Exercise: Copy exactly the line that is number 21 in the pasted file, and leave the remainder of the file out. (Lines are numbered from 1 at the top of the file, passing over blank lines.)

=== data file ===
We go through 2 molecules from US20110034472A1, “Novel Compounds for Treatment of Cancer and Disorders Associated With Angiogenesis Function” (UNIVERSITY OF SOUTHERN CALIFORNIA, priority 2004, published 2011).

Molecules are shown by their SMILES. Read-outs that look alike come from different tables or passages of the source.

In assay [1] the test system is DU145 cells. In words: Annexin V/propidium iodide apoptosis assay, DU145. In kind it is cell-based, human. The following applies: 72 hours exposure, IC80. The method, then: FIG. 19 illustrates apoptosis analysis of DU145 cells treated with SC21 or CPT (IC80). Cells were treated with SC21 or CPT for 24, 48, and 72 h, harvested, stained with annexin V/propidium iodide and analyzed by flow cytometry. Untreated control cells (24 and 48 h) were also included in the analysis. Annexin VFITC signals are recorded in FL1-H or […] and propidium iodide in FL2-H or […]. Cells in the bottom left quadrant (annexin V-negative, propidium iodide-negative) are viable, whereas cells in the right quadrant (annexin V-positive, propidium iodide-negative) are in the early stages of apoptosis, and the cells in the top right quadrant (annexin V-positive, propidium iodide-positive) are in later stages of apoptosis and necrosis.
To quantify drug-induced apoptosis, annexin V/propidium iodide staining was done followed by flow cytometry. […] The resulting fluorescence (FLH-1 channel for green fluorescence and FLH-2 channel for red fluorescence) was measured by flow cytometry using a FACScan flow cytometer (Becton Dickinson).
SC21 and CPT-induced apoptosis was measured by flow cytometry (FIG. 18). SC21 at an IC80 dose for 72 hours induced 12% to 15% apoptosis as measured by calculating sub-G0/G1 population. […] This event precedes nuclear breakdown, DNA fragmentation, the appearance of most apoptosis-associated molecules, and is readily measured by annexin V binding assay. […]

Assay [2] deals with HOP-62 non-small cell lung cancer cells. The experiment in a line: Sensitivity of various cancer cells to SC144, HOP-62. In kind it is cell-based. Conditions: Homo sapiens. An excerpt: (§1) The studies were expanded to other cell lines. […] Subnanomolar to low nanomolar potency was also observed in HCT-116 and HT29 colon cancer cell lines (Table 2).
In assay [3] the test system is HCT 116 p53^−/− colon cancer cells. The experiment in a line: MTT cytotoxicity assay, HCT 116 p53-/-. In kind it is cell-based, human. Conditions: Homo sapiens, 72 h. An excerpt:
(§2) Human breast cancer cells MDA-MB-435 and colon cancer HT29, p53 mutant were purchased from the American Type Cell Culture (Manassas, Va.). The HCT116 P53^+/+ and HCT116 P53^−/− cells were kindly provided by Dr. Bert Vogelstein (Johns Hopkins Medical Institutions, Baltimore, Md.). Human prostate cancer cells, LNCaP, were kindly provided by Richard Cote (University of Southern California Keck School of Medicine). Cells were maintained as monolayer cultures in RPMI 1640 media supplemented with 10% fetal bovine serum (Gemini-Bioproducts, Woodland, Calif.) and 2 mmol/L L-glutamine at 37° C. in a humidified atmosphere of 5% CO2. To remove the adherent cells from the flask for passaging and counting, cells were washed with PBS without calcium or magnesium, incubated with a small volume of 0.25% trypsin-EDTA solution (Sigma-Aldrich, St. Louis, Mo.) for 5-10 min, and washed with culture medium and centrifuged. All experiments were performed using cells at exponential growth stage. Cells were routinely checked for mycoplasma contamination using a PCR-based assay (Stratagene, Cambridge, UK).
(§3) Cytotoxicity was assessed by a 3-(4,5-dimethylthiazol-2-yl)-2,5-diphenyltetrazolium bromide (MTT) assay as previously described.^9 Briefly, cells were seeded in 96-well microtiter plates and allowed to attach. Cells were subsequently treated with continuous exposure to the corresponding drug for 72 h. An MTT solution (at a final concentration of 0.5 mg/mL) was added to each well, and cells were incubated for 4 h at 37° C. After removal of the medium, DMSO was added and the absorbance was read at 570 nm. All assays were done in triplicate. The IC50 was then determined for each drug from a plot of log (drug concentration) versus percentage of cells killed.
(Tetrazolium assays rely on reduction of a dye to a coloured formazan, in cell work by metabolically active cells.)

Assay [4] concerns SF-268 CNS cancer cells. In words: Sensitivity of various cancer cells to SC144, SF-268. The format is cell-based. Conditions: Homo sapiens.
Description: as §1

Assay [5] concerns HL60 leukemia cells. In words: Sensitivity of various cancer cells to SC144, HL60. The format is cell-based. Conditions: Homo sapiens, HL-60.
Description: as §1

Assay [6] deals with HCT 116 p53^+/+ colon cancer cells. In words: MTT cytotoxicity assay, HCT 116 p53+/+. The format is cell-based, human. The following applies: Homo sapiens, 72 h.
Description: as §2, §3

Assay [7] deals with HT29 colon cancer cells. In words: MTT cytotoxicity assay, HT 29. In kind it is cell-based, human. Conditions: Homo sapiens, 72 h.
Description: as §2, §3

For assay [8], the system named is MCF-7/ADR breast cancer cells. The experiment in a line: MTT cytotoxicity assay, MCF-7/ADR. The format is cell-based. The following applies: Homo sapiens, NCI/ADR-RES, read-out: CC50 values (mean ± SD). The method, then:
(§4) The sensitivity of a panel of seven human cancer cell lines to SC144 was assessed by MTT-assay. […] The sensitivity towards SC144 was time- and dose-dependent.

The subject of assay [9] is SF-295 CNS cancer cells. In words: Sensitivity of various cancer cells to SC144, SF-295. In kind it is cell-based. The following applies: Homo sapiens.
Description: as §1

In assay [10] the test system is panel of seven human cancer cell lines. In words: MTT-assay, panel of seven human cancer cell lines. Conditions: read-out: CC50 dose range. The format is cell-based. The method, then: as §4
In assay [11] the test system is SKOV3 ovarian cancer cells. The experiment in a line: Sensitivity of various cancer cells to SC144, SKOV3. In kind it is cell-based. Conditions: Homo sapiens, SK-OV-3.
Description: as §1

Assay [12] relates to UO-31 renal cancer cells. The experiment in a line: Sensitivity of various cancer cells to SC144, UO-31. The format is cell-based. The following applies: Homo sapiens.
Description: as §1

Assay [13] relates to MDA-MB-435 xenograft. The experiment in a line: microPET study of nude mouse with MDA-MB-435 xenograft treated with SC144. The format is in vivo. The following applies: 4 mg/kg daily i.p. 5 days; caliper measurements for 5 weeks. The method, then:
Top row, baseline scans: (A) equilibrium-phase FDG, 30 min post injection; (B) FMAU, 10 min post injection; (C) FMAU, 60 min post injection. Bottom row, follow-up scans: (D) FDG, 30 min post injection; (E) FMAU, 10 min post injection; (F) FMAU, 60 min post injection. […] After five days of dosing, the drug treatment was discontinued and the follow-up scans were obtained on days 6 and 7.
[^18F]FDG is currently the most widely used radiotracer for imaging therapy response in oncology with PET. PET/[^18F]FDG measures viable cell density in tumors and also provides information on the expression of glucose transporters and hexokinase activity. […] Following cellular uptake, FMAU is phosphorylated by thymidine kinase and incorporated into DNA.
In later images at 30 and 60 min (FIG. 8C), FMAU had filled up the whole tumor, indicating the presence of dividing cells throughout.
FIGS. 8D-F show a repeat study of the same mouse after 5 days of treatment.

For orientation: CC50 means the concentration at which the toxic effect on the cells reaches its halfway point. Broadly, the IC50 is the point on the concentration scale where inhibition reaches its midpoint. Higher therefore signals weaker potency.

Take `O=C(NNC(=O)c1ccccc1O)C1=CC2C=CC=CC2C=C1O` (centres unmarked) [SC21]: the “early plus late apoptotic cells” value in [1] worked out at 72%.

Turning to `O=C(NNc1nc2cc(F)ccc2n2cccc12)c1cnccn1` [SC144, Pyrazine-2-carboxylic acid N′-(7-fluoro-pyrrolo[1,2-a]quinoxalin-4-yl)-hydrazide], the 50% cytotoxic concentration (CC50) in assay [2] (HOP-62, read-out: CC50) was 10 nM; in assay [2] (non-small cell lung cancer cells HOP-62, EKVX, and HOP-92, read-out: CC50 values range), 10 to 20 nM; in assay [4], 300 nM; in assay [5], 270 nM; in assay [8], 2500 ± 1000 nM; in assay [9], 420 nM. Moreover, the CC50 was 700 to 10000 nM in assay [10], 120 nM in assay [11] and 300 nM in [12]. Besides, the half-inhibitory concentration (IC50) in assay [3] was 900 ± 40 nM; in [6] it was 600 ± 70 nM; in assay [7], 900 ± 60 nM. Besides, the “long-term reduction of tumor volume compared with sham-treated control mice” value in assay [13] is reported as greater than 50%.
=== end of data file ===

The subject of assay [9] is SF-295 CNS cancer cells. In words: Sensitivity of various cancer cells to SC144, SF-295. In kind it is cell-based. The following applies: Homo sapiens.